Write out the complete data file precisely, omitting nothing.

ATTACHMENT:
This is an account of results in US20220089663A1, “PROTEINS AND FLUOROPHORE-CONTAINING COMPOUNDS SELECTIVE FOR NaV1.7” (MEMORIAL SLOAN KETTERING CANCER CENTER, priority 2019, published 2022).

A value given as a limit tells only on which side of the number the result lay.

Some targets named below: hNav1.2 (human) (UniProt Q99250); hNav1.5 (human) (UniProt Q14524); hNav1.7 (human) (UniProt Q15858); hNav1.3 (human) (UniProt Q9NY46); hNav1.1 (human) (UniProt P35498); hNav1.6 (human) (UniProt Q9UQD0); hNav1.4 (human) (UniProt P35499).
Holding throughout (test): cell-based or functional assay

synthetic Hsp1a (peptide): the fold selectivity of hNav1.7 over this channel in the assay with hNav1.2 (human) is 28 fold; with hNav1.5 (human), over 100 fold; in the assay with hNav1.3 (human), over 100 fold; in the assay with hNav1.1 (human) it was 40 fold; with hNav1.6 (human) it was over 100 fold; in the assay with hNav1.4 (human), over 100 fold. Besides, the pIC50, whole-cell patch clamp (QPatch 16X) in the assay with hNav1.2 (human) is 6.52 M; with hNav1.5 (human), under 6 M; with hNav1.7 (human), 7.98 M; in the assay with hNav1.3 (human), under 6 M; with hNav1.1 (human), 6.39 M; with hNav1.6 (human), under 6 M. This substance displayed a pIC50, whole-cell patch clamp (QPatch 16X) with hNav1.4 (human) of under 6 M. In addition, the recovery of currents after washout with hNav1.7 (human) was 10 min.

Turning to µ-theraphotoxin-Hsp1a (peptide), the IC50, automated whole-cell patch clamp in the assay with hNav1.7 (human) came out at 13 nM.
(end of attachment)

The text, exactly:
This is an account of results in US20220089663A1, “PROTEINS AND FLUOROPHORE-CONTAINING COMPOUNDS SELECTIVE FOR NaV1.7” (MEMORIAL SLOAN KETTERING CANCER CENTER, priority 2019, published 2022).

A value given as a limit tells only on which side of the number the result lay.

Some targets named below: hNav1.2 (human) (UniProt Q99250); hNav1.5 (human) (UniProt Q14524); hNav1.7 (human) (UniProt Q15858); hNav1.3 (human) (UniProt Q9NY46); hNav1.1 (human) (UniProt P35498); hNav1.6 (human) (UniProt Q9UQD0); hNav1.4 (human) (UniProt P35499).
Holding throughout (test): cell-based or functional assay

synthetic Hsp1a (peptide): the fold selectivity of hNav1.7 over this channel in the assay with hNav1.2 (human) is 28 fold; with hNav1.5 (human), over 100 fold; in the assay with hNav1.3 (human), over 100 fold; in the assay with hNav1.1 (human) it was 40 fold; with hNav1.6 (human) it was over 100 fold; in the assay with hNav1.4 (human), over 100 fold. Besides, the pIC50, whole-cell patch clamp (QPatch 16X) in the assay with hNav1.2 (human) is 6.52 M; with hNav1.5 (human), under 6 M; with hNav1.7 (human), 7.98 M; in the assay with hNav1.3 (human), under 6 M; with hNav1.1 (human), 6.39 M; with hNav1.6 (human), under 6 M. This substance displayed a pIC50, whole-cell patch clamp (QPatch 16X) with hNav1.4 (human) of under 6 M. In addition, the recovery of currents after washout with hNav1.7 (human) was 10 min.

Turning to µ-theraphotoxin-Hsp1a (peptide), the IC50, automated whole-cell patch clamp in the assay with hNav1.7 (human) came out at 13 nM.